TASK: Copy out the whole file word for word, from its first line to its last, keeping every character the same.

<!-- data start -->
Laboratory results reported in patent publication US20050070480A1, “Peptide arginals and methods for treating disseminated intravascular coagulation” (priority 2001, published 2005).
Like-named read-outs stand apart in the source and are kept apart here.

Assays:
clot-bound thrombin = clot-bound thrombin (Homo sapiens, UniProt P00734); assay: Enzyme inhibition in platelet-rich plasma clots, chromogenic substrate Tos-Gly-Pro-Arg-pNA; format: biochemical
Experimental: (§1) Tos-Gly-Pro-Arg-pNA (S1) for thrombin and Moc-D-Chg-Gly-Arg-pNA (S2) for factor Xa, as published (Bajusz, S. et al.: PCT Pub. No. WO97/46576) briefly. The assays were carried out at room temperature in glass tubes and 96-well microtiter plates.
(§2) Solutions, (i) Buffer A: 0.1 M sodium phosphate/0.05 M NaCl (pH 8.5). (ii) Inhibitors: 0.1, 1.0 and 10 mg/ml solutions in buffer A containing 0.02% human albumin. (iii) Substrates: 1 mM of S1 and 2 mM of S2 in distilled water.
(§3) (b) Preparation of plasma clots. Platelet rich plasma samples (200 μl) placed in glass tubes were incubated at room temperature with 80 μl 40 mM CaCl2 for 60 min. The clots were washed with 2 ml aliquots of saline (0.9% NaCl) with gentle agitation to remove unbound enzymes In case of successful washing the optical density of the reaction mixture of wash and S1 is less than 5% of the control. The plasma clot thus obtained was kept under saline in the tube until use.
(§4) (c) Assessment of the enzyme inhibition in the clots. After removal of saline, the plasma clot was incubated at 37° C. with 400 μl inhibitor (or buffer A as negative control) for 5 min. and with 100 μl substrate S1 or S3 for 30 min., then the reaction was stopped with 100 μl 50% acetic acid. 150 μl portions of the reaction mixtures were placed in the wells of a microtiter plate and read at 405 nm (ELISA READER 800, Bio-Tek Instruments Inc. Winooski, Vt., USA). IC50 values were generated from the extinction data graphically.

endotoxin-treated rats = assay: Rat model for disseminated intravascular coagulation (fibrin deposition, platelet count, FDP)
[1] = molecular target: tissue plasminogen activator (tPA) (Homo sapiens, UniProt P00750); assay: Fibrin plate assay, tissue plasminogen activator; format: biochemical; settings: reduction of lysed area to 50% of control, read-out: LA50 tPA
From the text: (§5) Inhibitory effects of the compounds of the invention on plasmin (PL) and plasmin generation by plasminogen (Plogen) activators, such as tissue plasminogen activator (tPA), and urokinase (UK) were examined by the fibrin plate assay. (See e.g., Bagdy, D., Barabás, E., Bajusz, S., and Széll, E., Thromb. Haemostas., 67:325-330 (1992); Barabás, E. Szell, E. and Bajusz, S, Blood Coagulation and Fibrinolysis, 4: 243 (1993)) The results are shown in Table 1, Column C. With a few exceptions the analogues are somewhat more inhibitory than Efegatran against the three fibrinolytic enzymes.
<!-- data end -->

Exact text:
Laboratory results reported in patent publication US20050070480A1, “Peptide arginals and methods for treating disseminated intravascular coagulation” (priority 2001, published 2005).
Like-named read-outs stand apart in the source and are kept apart here.

Assays:
clot-bound thrombin = clot-bound thrombin (Homo sapiens, UniProt P00734); assay: Enzyme inhibition in platelet-rich plasma clots, chromogenic substrate Tos-Gly-Pro-Arg-pNA; format: biochemical
Experimental: (§1) Tos-Gly-Pro-Arg-pNA (S1) for thrombin and Moc-D-Chg-Gly-Arg-pNA (S2) for factor Xa, as published (Bajusz, S. et al.: PCT Pub. No. WO97/46576) briefly. The assays were carried out at room temperature in glass tubes and 96-well microtiter plates.
(§2) Solutions, (i) Buffer A: 0.1 M sodium phosphate/0.05 M NaCl (pH 8.5). (ii) Inhibitors: 0.1, 1.0 and 10 mg/ml solutions in buffer A containing 0.02% human albumin. (iii) Substrates: 1 mM of S1 and 2 mM of S2 in distilled water.
(§3) (b) Preparation of plasma clots. Platelet rich plasma samples (200 μl) placed in glass tubes were incubated at room temperature with 80 μl 40 mM CaCl2 for 60 min. The clots were washed with 2 ml aliquots of saline (0.9% NaCl) with gentle agitation to remove unbound enzymes In case of successful washing the optical density of the reaction mixture of wash and S1 is less than 5% of the control. The plasma clot thus obtained was kept under saline in the tube until use.
(§4) (c) Assessment of the enzyme inhibition in the clots. After removal of saline, the plasma clot was incubated at 37° C. with 400 μl inhibitor (or buffer A as negative control) for 5 min. and with 100 μl substrate S1 or S3 for 30 min., then the reaction was stopped with 100 μl 50% acetic acid. 150 μl portions of the reaction mixtures were placed in the wells of a microtiter plate and read at 405 nm (ELISA READER 800, Bio-Tek Instruments Inc. Winooski, Vt., USA). IC50 values were generated from the extinction data graphically.

endotoxin-treated rats = assay: Rat model for disseminated intravascular coagulation (fibrin deposition, platelet count, FDP)
[1] = molecular target: tissue plasminogen activator (tPA) (Homo sapiens, UniProt P00750); assay: Fibrin plate assay, tissue plasminogen activator; format: biochemical; settings: reduction of lysed area to 50% of control, read-out: LA50 tPA
From the text: (§5) Inhibitory effects of the compounds of the invention on plasmin (PL) and plasmin generation by plasminogen (Plogen) activators, such as tissue plasminogen activator (tPA), and urokinase (UK) were examined by the fibrin plate assay. (See e.g., Bagdy, D., Barabás, E., Bajusz, S., and Széll, E., Thromb. Haemostas., 67:325-330 (1992); Barabás, E. Szell, E. and Bajusz, S, Blood Coagulation and Fibrinolysis, 4: 243 (1993)) The results are shown in Table 1, Column C. With a few exceptions the analogues are somewhat more inhibitory than Efegatran against the three fibrinolytic enzymes.